Author Archives: Taylor Bubnick

Assignment#4 – Summary of Learning

An audio-visual representation of what I have learned this semester.
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Blog Post #6 – Language, Numbers, Lenses, and Stories

Gale’s lecture, Poirier’s article, and Bear’s work all identify various ways in which Inuit mathematics challenge Eurocentric ideas about the purpose of mathematics and the way we learn it. Gale identifies many differences in a convenient chart during her presentation (Russell, 50:51). One of the major points she identifies is the emphasis the Traditional Western […] Continue reading

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Blog Post #5 – Citizenship and Education

During my K-12 schooling experience I can remember various teachings that had to do with citizenship education. I can remember learning things like picking up garbage, cleaning up after yourself, leaving a place nicer than we’d find it, taking the time to recycle items that could be repurposed, and placing trash in the appropriate bin. […] Continue reading

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Post #4 – Treaty Education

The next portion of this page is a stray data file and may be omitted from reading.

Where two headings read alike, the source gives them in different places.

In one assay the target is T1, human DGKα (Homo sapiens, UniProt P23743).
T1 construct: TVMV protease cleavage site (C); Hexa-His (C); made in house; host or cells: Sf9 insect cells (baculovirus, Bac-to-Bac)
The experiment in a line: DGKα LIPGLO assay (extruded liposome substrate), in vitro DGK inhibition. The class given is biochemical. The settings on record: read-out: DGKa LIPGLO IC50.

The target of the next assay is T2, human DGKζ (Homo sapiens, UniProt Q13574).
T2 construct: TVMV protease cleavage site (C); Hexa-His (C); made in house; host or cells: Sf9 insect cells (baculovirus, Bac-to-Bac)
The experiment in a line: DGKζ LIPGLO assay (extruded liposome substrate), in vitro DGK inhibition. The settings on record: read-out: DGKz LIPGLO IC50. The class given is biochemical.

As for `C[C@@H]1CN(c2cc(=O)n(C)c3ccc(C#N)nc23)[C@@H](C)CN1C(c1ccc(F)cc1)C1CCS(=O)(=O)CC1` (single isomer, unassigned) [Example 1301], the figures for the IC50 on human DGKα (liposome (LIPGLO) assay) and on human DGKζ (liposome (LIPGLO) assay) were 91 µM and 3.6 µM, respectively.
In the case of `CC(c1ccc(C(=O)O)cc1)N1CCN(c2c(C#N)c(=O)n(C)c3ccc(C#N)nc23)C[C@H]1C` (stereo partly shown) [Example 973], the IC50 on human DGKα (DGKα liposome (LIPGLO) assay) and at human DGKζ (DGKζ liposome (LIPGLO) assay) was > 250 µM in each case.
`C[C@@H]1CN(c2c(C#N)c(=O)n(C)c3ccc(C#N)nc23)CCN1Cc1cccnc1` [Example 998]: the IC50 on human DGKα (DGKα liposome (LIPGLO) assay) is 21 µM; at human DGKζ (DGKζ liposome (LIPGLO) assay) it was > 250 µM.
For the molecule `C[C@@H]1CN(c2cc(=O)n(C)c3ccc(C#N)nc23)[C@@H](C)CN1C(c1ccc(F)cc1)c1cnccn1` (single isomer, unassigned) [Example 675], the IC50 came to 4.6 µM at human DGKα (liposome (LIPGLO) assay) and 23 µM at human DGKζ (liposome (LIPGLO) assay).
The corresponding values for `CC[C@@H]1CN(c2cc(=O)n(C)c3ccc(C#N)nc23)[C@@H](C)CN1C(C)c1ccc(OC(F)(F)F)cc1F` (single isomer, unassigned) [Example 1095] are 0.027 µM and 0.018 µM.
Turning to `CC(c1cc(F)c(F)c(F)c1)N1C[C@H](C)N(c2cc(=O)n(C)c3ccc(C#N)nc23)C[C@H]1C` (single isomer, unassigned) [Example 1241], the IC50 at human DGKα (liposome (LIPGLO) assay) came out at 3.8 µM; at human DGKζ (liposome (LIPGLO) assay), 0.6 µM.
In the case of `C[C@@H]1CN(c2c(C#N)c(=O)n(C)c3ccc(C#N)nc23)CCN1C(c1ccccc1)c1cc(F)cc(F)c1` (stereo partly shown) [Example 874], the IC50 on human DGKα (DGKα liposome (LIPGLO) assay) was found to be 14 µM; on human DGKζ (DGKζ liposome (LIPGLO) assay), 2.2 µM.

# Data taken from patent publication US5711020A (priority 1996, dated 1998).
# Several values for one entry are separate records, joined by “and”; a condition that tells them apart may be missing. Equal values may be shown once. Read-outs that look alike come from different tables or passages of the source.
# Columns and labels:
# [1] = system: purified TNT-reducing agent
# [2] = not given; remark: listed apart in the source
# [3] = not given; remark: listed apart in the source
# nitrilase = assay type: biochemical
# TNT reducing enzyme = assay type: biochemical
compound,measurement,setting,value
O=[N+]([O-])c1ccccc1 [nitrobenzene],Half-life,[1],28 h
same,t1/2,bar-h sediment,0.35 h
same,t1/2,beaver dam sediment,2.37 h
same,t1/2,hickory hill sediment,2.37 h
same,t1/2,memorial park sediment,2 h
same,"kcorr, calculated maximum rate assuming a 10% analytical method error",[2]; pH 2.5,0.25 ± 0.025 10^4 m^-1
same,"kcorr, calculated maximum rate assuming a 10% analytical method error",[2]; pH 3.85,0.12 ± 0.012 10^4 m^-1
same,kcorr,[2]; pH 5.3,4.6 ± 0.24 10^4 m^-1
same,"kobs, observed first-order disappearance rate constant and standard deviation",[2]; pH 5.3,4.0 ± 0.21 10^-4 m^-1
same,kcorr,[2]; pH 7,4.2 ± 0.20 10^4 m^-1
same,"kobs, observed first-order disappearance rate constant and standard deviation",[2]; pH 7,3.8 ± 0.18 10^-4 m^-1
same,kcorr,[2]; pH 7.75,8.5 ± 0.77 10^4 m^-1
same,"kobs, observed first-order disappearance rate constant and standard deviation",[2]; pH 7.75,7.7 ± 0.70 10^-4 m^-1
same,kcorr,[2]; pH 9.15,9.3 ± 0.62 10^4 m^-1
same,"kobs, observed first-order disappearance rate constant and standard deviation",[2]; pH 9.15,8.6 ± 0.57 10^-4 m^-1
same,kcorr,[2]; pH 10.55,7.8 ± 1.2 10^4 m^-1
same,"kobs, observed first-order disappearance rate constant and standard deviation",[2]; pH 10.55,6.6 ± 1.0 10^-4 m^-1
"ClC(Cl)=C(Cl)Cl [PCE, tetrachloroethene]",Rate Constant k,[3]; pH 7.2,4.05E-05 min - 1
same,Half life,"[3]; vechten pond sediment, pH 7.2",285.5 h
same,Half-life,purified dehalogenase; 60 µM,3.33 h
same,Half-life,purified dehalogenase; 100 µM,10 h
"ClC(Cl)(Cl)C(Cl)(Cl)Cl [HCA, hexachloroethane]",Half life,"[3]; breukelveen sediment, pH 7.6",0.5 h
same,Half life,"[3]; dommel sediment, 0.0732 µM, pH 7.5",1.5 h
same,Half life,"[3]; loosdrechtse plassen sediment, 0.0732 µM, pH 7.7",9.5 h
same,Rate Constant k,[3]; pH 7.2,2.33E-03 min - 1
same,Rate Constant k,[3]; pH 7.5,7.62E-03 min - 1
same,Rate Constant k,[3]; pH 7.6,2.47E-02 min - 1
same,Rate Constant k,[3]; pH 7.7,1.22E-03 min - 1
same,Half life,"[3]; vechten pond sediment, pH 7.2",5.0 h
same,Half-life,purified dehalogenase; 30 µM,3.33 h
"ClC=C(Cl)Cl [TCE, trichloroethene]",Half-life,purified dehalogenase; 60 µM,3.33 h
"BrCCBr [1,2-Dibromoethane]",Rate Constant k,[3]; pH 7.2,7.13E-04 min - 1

During fall semester several years ago, Dr. Mike Cappello received an email from an intern asking for help. Here’s part of it: “As part of my classes for my three week block I have picked up a Social Studies 30 course. This past week we have been discussing the concept of standard of living and […] Continue reading

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Post #3 – Curriculum & Politics

Levin (2008) explains how curriculum finds its roots in policy and politics. Levin points out that, “[c]urriculum politics should be understood as part of the overall process of government and especially the influence of politics” (p. 9). In the political hierarchy, voters carry power and they provide an undeniable pressure on those who hold the […] Continue reading

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Post #2 – The “Good Student”

In Kumashiros’s, “Preparing Teachers for Crisis: A Sample Lesson” a good student according to commonsense is one who follows direction and does not ask questions rather, they just do what they are instructed. It is a student who is complacent with the flow of the classroom and is able to sit still and focus on […] Continue reading

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Blog Post #1 – Curriculum

This week, commonsense was a major focal point in our discussions and readings. Kumashiro provides a detailed description about what it was like teaching in Nepal. Kumashiro defines commonsense as things everyone should know, things that are often unquestioned because they are so routine and common, things that are taken for granted, and what is […] Continue reading

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